You should be up and walking within a day or two after surgery. This will encourage your circulation and bowel function to return to normal, and may prevent complications.

Do your breathing exercises to make sure you are inflating your lungs completely. It may be painful for your abdomen at first but it is important to do these exercises to clear any fluid that may be in your lungs from surgery, and prevent pneumonia.

Caring for Yourself after Surgery

Activity/Work: When you return home, take it easy. Do not do any strenuous activities or heavy lifting of more than 5 to 10 pounds for at least 4 to 6 weeks after surgery. (A gallon of milk weighs just over 8 pounds.) You can begin having sex again when you feel ready, usually 2 to 4 weeks post surgery. You can return to work 1 to 2 weeks after laparoscopic surgery, and 3 to 4 week after an open surgical repair, depending on the type of work and if light duty is acceptable.

Shower: You can shower 24 to 48 hours after surgery, unless otherwise instructed by your doctor. There will be sterile tape (called a “steri-strip”) over the incision. Leave the tape on while showering. Do not soak in a bath or hot tub. Sometimes an incision is stapled and you won’t have steri-strips. In this case you can shower without a bandage. Be sure to dry the area well afterwards.

Driving: Do not drive while taking pain medications. It is considered driving “under the influence.” You will be able to drive when you feel capable of making a quick decision and no longer need narcotic pain medications.

Incision care: Your incision will be dressed with a sterile bandage or “steri-strips.” Leave this bandage on until it falls off on its own or until your doctor takes it off in the office. There may be some redness around the edges of the incision. An infection may be starting if the drainage is thick green or yellow, or if the skin around the incision is increasingly red or warm to touch. Call your doctor if these symptoms occur.

Fever: Your temperature can vary after surgery and a low-grade temperature is common. If your temperature exceeds 101.5 degrees or if it is accompanied by chills, vomiting, or flu-like symptoms, you should call the office.

Pain: Pain control is very important after surgery. Be sure to stay ahead of the pain and take your pain medication as prescribed by your doctor. You may add Advil (ibuprofen) to your pain medication if you do not have any allergies or contraindications for taking it. Ask your doctor if you have any questions. Right shoulder pain is common after laparoscopic surgery. This may be due to the gas used to inflate your abdomen. It will dissipate in a few days.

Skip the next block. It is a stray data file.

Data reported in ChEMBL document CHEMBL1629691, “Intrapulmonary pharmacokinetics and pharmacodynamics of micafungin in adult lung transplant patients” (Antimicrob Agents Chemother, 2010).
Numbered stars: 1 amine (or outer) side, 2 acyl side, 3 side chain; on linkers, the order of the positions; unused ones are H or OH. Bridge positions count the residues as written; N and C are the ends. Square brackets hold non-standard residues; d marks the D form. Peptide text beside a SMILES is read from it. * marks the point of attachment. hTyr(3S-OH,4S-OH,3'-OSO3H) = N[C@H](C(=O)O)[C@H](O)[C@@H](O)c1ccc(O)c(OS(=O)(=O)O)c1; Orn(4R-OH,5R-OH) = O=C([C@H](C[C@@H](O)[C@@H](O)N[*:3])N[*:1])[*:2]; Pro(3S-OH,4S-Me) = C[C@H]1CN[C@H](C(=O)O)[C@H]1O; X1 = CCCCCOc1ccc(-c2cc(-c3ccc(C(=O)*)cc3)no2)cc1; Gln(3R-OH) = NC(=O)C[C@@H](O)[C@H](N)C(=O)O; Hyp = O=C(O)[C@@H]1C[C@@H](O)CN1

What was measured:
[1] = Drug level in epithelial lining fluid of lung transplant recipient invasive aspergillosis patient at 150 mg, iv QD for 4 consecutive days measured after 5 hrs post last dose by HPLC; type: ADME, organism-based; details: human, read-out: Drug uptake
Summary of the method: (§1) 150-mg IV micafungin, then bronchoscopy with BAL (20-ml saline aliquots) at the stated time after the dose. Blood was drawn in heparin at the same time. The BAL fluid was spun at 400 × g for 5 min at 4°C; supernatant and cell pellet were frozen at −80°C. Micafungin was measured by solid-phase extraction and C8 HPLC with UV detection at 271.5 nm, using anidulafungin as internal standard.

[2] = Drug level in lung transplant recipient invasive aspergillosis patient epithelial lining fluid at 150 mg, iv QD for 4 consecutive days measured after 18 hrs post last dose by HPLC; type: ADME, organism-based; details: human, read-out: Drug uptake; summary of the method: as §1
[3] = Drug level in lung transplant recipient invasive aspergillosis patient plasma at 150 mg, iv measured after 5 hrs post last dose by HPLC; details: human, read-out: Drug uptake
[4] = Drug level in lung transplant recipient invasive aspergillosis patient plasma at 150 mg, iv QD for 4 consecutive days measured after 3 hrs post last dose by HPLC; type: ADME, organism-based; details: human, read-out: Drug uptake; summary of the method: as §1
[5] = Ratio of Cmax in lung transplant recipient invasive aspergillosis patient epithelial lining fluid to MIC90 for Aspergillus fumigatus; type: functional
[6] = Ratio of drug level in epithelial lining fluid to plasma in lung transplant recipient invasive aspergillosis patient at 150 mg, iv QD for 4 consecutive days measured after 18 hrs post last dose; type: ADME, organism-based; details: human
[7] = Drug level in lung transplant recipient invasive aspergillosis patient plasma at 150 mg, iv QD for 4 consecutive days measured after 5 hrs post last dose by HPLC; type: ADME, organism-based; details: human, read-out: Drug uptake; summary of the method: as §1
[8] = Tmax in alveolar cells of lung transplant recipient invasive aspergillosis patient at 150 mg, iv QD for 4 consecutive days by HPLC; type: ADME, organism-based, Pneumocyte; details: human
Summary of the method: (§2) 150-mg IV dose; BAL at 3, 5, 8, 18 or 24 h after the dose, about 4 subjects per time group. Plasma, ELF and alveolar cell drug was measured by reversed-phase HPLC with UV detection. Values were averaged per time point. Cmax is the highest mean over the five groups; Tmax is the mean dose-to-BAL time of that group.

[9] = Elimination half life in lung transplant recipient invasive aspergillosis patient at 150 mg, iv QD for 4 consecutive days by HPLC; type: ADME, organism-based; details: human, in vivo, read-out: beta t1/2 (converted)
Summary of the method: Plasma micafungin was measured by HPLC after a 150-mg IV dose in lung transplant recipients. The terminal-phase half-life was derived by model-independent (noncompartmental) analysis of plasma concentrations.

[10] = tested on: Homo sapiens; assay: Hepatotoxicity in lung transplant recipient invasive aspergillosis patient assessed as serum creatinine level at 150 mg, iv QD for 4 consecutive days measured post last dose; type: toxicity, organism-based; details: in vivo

Constipation is common after surgery. Taking pain medications such as vicodin or percocet also cause the bowel to move more slowly. A stool softener, such as Colace, milk of magnesium, or prune juice may help.

Diarrhea is also common after a colon resection. Your colon is shortened and therefore stool may pass at a faster rate. Give it time, approximately 6-8 weeks, and your colon should start to function more normally. When a long piece of colon is removed, however, a faster transit time may be a permanent side effect of the surgery.

Nausea is common after surgery. Be sure to take your pain medication on a full stomach. Stick to a soft, bland diet for the first few weeks after surgery. If necessary, call your doctor for prescription medication to aid with nausea.


You will start a liquid-to-soft diet in the hospital. Continue this diet for the first 2 to 6 weeks after surgery. Refer to our handout on soft diet after Colon surgery .

  • Eat foods that are easy to swallow and digest, such as soup, bananas, gelatin, pudding, and yogurt.
  • Eat frequent, small meals.
  • Once you begin eating regular meals, you may feel full faster. This will go away over time.
When to Call the Doctor
  • Fever over 101.5 degrees
  • Nausea or vomiting
  • Persistent, increasing pain
  • Bleeding
  • Increased redness or drainage from an incision
  • Change in skin color/jaundice
  • Pain or swelling in your calf
  • Cough or shortness of breath
When to Go to the Emergency Room
  • Uncontrolled bleeding from an incision
  • Persistent vomiting
  • Change in mental status
  • Severe shortening of breath, chest pain
Staying Healthy after Surgery

In 4 to 8 weeks you will be recovered from surgery and back on a regular diet, but it is important to keep your colon healthy. This includes eating plenty of high-fiber fruits, vegetables, and whole grains throughout the day. Also, drink plenty of liquids such as water and juice. Some patients find that avoiding seeds and nuts that might get stuck in a diverticula helps prevent a flare up and pain.

Eat enough fiber: You need 25 to 30 grams of fiber each day. Try choosing fiber-rich foods throughout the day and add pure (unprocessed) bran to your food or drinks. You can also use a stool-bulking agent such as psyllium (like Metamucil) or methylcellulose (Citrucel).